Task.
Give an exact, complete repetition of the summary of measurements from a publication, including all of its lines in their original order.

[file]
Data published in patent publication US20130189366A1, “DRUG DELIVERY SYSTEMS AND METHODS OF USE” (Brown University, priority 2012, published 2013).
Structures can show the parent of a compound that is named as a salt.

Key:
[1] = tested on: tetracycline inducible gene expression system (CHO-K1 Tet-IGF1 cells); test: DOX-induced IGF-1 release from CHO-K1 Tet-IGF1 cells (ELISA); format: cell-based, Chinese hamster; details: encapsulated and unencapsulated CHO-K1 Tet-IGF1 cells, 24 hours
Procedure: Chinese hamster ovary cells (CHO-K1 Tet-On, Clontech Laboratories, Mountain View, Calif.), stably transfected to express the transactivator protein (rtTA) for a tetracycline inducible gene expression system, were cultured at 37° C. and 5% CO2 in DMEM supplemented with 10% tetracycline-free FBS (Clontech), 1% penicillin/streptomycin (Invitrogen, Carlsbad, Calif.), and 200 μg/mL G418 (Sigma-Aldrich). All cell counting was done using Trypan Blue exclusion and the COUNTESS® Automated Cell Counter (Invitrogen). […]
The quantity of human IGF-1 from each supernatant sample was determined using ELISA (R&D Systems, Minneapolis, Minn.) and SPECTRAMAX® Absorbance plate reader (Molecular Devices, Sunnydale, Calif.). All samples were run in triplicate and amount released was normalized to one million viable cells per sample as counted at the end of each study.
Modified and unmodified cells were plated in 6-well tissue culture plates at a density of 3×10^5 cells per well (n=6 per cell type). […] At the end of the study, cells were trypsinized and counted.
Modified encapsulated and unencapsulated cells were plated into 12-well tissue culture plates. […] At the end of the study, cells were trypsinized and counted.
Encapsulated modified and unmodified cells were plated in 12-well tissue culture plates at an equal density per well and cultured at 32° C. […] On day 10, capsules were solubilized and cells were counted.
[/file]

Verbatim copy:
Data published in patent publication US20130189366A1, “DRUG DELIVERY SYSTEMS AND METHODS OF USE” (Brown University, priority 2012, published 2013).
Structures can show the parent of a compound that is named as a salt.

Key:
[1] = tested on: tetracycline inducible gene expression system (CHO-K1 Tet-IGF1 cells); test: DOX-induced IGF-1 release from CHO-K1 Tet-IGF1 cells (ELISA); format: cell-based, Chinese hamster; details: encapsulated and unencapsulated CHO-K1 Tet-IGF1 cells, 24 hours
Procedure: Chinese hamster ovary cells (CHO-K1 Tet-On, Clontech Laboratories, Mountain View, Calif.), stably transfected to express the transactivator protein (rtTA) for a tetracycline inducible gene expression system, were cultured at 37° C. and 5% CO2 in DMEM supplemented with 10% tetracycline-free FBS (Clontech), 1% penicillin/streptomycin (Invitrogen, Carlsbad, Calif.), and 200 μg/mL G418 (Sigma-Aldrich). All cell counting was done using Trypan Blue exclusion and the COUNTESS® Automated Cell Counter (Invitrogen). […]
The quantity of human IGF-1 from each supernatant sample was determined using ELISA (R&D Systems, Minneapolis, Minn.) and SPECTRAMAX® Absorbance plate reader (Molecular Devices, Sunnydale, Calif.). All samples were run in triplicate and amount released was normalized to one million viable cells per sample as counted at the end of each study.
Modified and unmodified cells were plated in 6-well tissue culture plates at a density of 3×10^5 cells per well (n=6 per cell type). […] At the end of the study, cells were trypsinized and counted.
Modified encapsulated and unencapsulated cells were plated into 12-well tissue culture plates. […] At the end of the study, cells were trypsinized and counted.
Encapsulated modified and unmodified cells were plated in 12-well tissue culture plates at an equal density per well and cultured at 32° C. […] On day 10, capsules were solubilized and cells were counted.